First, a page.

Tonight on BBC 2 Scotland there is a documentary about William Mcilvanney who, arguably, took Scottish fiction by the scruff of the neck in the 1960s and brought it up to date, into the spotlight and made it relevant to the people of Scotland. Without him, the documentary argues, there would be no Ian Rankin, no Val McDermid.
I must confess to not having read much of his fiction but think I ought to do something about that and get properly acquainted with this pivotal figure.
I am not sure if viewers outside Scotland will be able to access the broadcast but the attached article gives snippets and additional material so it would make a good place to start to explore.
I thought I would share one or two of the responses to our straw poll of best (non-series) Trollope novel over the coming days.
Here’s what Craig Baxter had to say about his choice: Lady Anna
“It was the first one I read and so it was my introduction to Trollope but, having read several (though by no means all) now, I find it was the best, telling its story so delicately and wittily through a combination of characters’ dialogue and narrator’s wry asides.”
Thanks Craig. I think you’re spot on about the dialogue in Lady Anna. Trollope does have an ear for dialogue that makes it sound right when reproduced on the page.
Do others agree? Do you have other titles that you want to put forward?
A reminder to readers of Victorian fiction (yes there is some besides Trollope!), there are still a few places left on what promises to be an excellent weekend course comparing and contrasting Trollope (Barchester Towers) with Thackeray (Vanity Fair) and Dickens (Bleak House).
The course is taking place at Dillington House, Ilminster, Somerset.
I have read (or re-read) all three books in preparation and am looking forward to it enormously.
For information go to:
This question will always provoke a debate whenever two Trollopians get together.
Of course it is not always easy to dissociate some of the Barchester or Political (Palliser) novels from the series which contains them. While they are self-contained, they do benefit from their position in a larger canvas. Thus they may benefit from the “halo” effect of the overall series.
I’ve been prodded into thinking about this question by a post on the excellent Interesting Literature site which asks the same question about the novels of Thomas Hardy.
Now I would actually disagree with their conclusion but not the opening statement that when coming up with a top ten list for an author of a mere fourteen novels (at least one and arguably two of which are juvenilia) it is a simple matter to throw out one or two and the debate comes down to one of the order of the top ten.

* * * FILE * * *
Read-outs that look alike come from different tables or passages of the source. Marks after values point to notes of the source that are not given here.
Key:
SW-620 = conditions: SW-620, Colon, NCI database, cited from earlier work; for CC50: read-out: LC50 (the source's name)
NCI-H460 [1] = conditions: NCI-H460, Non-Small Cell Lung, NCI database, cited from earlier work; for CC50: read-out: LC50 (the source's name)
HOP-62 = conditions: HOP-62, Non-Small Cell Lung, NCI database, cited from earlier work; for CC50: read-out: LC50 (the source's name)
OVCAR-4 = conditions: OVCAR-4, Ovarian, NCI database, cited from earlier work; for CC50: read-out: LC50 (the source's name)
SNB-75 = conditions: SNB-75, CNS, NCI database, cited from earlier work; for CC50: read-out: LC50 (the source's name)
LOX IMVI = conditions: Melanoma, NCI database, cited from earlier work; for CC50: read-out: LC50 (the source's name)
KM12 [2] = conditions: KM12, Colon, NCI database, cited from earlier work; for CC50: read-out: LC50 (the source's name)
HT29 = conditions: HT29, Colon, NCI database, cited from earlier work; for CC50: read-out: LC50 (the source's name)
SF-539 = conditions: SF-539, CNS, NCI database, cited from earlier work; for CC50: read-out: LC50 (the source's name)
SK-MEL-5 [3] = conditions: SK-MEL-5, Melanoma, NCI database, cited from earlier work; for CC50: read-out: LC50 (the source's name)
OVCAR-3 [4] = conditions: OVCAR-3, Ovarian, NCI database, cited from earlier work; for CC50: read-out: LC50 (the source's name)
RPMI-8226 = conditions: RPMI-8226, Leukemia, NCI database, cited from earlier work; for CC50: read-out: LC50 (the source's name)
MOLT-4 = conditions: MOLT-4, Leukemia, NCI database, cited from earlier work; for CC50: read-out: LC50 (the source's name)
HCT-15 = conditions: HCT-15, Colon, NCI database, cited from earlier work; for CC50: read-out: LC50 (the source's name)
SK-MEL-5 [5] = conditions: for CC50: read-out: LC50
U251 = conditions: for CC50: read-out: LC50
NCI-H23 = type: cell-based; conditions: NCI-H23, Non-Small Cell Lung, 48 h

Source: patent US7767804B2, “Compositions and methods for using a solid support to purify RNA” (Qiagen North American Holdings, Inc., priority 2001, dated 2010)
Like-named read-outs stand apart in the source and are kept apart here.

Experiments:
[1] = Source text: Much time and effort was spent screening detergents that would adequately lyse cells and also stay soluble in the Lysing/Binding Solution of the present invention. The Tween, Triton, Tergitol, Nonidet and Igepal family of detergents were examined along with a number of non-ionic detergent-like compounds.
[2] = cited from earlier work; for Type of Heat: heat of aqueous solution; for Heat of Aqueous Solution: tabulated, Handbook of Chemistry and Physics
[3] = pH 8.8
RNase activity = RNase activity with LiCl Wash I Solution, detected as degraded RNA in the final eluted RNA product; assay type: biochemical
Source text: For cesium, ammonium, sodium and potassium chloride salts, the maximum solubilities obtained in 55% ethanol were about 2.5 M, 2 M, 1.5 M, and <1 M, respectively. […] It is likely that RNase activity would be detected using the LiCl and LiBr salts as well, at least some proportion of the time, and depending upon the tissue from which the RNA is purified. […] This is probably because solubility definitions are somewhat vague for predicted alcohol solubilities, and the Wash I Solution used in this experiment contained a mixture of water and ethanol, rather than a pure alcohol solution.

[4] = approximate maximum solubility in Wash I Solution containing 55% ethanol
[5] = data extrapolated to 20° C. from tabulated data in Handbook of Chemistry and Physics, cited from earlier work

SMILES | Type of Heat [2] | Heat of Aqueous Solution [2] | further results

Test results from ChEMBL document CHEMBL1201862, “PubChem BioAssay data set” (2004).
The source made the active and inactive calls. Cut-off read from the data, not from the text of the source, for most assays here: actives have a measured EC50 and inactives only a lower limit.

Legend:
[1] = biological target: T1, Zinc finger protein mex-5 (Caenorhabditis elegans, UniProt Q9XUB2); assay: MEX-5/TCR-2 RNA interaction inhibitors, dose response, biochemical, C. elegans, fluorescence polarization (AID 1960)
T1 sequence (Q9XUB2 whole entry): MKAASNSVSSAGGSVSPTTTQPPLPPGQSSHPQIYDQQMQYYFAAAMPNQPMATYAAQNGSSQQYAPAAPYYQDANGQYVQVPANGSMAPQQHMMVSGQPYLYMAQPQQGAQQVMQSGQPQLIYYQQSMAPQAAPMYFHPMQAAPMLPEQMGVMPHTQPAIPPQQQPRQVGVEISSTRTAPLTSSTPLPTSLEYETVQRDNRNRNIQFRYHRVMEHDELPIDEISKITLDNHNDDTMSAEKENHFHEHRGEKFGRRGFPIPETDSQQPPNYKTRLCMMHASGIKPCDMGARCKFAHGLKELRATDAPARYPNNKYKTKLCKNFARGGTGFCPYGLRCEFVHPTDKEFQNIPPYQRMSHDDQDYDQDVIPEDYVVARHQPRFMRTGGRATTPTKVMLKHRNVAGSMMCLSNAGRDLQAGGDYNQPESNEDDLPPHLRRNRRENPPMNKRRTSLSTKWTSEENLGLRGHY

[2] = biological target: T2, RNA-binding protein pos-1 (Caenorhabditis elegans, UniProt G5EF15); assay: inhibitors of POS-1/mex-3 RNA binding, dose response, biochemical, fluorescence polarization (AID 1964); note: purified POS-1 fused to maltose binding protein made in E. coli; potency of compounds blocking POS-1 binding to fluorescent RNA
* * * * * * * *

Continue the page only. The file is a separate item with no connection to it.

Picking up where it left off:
In Trollope’s case, though, the question is altogether more vexed. We have 48 novels to consider. Perhaps it would make it more interesting to eliminate from consideration the Barchester and Political novels (I am already pained at the exit of Lizzie Eustace) and consider only the standalone novels.
What do you think?
After further investigation I have discovered that the Trollope First Day Covers are still available as a presentation set. The limited run of 200 that were franked on the day of issue has been sold out, as we reported last week, but unfranked versions can be purchased either online or in person at the Postal Museum. The presentation pack contains strips of both first and second class stamps, the specially designed commemorative envelope and an insert about Trollope and his work at the post office.
The Post Office has commemorated the bicentenary of one of it’s greatest servants, Anthony Trollope, who introduced the post box in this country, by issuing an exclusive special edition first day cover. Only 200 were produced making them extremely collectible.
Sadly yours truly was too slow off the mark and failed to get one, so we will have to be satisfied with the picture above. For more information you can go to the postal heritage site at the address below:
I am indebted to Helen Baker for a fantastic piece of Trollope spotting!
She writes: “Here in Tonbridge in Kent, there is a housing estate with roads called Barchester Way, Allington Drive, Framley Drive, Guestwick and, rather anomalously, Cranford Way. I have no idea why; perhaps the developer just liked Victorian fiction.”
To think I used to live within a couple of miles of there and never knew.
(Image taken from Google Maps of the junction of Barchester Way and Framley Road)